I haven’t shared much about software in the Public Domain, but tonight I found a terrific program that might be worth your attention, especially if you’re interested in Astronomy (as I am).
Release 3.3a of Home Planet, a comprehensive astronomy / space / satellite-tracking package for Microsoft Windows 95/98/Me and Windows NT 4.0/2000/XP and above, is now available. Home Planet is in the public domain; it is free software. It allows you to view:
- An earth map, showing day and night regions, location of the Moon and current phase, and position of a selected earth satellite. Earth maps can be customised and extended by editing a DLL which provides maps to Home Planet.
- A panel showing detailed position and phase data for the Sun and Moon.
- Panel showing positions of planets and a selected asteroid or comet, both geocentric and from the observer’s location.
A sky map, based on either the Yale Bright Star Catalogue or the 256,000 star SAO catalogue, including rendering of spectral types, planets, earth satellites, asteroids and comets. Celestial coordinates are included, and an extensive and user-extensible deep-sky database includes all Messier objects and many of the NGC objects. Precession and proper motion are accounted for in the display.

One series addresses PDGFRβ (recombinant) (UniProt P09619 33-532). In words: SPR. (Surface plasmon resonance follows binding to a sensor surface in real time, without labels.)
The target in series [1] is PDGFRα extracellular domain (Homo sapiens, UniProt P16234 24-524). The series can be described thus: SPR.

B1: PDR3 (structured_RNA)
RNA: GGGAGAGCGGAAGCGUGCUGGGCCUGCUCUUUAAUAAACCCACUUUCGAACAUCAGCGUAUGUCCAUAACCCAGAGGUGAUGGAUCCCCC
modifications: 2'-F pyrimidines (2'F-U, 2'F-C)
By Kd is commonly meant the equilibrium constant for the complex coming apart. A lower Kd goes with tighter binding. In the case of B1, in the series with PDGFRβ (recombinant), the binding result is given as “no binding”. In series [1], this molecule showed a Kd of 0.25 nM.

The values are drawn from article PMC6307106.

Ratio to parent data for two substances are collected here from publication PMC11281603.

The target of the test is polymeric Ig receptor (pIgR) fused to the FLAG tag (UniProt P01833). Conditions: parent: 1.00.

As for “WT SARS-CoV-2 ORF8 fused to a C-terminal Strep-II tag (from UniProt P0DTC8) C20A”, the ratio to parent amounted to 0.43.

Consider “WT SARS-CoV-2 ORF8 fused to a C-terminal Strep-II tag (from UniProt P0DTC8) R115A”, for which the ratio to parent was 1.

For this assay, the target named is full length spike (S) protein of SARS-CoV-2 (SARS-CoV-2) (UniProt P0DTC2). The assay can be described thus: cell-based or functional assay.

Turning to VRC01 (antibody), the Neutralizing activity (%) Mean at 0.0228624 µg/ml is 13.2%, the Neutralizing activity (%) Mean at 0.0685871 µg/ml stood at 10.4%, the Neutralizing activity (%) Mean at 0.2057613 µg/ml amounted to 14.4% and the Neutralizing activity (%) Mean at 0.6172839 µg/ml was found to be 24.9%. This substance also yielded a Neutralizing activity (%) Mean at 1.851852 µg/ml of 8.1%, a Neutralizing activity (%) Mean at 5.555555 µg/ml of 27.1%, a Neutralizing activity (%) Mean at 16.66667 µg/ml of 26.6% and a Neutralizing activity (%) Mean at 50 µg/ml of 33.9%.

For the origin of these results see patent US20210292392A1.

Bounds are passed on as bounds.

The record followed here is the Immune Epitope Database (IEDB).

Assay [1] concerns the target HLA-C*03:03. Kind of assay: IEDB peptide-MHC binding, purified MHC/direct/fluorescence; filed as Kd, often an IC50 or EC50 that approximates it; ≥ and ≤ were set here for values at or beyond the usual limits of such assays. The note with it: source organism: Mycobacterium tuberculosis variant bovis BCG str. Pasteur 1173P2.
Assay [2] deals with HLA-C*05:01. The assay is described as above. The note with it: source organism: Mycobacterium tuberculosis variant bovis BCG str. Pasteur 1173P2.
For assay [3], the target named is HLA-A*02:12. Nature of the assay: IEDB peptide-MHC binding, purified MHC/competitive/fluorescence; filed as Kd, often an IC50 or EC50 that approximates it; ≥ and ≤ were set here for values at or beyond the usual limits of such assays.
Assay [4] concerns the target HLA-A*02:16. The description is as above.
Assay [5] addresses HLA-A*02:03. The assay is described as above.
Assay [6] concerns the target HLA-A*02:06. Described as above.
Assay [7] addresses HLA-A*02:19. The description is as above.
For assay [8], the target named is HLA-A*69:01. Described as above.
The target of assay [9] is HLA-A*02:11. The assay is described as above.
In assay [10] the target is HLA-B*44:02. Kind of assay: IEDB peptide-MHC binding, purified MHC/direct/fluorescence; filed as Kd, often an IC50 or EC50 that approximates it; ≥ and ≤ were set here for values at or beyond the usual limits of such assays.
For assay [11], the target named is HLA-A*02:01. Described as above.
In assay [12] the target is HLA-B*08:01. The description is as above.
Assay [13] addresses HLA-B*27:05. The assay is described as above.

- Databases of the orbital elements of 5632 asteroids and principal periodic comets are included, allowing selection of any for tracking. These databases can be user-extended using standard orbital elements. MS-DOS utility programs are included which convert asteroid and comet orbital elements in the form published in Minor Planet Electronic Circulars (MPECs) to the CSV format used by Home Planet. Subscribers to the MPECs can thus easily add newly reported asteroids and comets to the database. Source code for these programs is included.
- A telescope window which can be aimed by clicking in the sky map or telescope itself, by entering coordinates, or by selecting an object in the Object Catalogue (see below). Limiting magnitude, labeling, coordinate display, etc. can be defined by user. Right click on an object to display its entry in the Object Catalogue. Stellar magnitudes can be plotted for stars in a given magnitude range in the telescope window. This makes it easy to create comparison star charts for variable star observing.
- A horizon window which shows the view toward the horizon at any given azimuth. The horizon can be adorned, if you wish, with fractal forged terrain and randomly generated scenery, including houses, livestock, and trees. The scenery is generated by a user-extensible DLL which allows customisation.
- Object Catalogue allows archiving images, sounds, and tabular data about celestial objects. Both new objects and new categories can be added. Bidirectionally linked to the Telescope window.
- And a lot more!
The programmer has also included the source code on the download page should you want to develop the program further. You can download a copy of this great software at: http://www.fourmilab.ch/homeplanet/